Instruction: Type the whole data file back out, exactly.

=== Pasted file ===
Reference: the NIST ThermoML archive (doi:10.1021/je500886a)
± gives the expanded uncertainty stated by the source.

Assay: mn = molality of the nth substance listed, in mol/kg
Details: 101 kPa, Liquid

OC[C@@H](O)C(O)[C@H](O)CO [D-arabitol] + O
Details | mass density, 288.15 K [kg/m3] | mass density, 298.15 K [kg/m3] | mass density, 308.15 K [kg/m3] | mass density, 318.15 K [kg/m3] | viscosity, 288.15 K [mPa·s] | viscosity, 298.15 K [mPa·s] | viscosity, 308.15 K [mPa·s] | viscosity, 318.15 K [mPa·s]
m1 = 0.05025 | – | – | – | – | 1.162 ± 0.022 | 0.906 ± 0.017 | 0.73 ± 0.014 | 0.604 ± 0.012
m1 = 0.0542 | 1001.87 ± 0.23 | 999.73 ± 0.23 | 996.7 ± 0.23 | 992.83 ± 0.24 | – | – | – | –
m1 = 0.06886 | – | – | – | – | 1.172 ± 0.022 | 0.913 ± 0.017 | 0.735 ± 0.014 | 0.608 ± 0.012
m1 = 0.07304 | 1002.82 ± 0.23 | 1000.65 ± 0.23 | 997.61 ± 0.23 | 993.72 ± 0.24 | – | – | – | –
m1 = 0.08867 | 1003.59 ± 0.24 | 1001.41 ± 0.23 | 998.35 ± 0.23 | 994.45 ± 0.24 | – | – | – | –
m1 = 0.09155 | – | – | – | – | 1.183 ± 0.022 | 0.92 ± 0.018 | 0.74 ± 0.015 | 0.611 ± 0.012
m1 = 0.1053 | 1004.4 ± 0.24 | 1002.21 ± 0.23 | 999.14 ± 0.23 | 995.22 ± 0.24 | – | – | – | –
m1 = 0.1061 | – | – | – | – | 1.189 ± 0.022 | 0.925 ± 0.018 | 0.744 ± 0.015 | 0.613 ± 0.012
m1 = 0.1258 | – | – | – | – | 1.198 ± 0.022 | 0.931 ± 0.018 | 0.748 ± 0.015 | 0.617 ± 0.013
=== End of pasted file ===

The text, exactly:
Reference: the NIST ThermoML archive (doi:10.1021/je500886a)
± gives the expanded uncertainty stated by the source.

Assay: mn = molality of the nth substance listed, in mol/kg
Details: 101 kPa, Liquid

OC[C@@H](O)C(O)[C@H](O)CO [D-arabitol] + O
Details | mass density, 288.15 K [kg/m3] | mass density, 298.15 K [kg/m3] | mass density, 308.15 K [kg/m3] | mass density, 318.15 K [kg/m3] | viscosity, 288.15 K [mPa·s] | viscosity, 298.15 K [mPa·s] | viscosity, 308.15 K [mPa·s] | viscosity, 318.15 K [mPa·s]
m1 = 0.05025 | – | – | – | – | 1.162 ± 0.022 | 0.906 ± 0.017 | 0.73 ± 0.014 | 0.604 ± 0.012
m1 = 0.0542 | 1001.87 ± 0.23 | 999.73 ± 0.23 | 996.7 ± 0.23 | 992.83 ± 0.24 | – | – | – | –
m1 = 0.06886 | – | – | – | – | 1.172 ± 0.022 | 0.913 ± 0.017 | 0.735 ± 0.014 | 0.608 ± 0.012
m1 = 0.07304 | 1002.82 ± 0.23 | 1000.65 ± 0.23 | 997.61 ± 0.23 | 993.72 ± 0.24 | – | – | – | –
m1 = 0.08867 | 1003.59 ± 0.24 | 1001.41 ± 0.23 | 998.35 ± 0.23 | 994.45 ± 0.24 | – | – | – | –
m1 = 0.09155 | – | – | – | – | 1.183 ± 0.022 | 0.92 ± 0.018 | 0.74 ± 0.015 | 0.611 ± 0.012
m1 = 0.1053 | 1004.4 ± 0.24 | 1002.21 ± 0.23 | 999.14 ± 0.23 | 995.22 ± 0.24 | – | – | – | –
m1 = 0.1061 | – | – | – | – | 1.189 ± 0.022 | 0.925 ± 0.018 | 0.744 ± 0.015 | 0.613 ± 0.012
m1 = 0.1258 | – | – | – | – | 1.198 ± 0.022 | 0.931 ± 0.018 | 0.748 ± 0.015 | 0.617 ± 0.013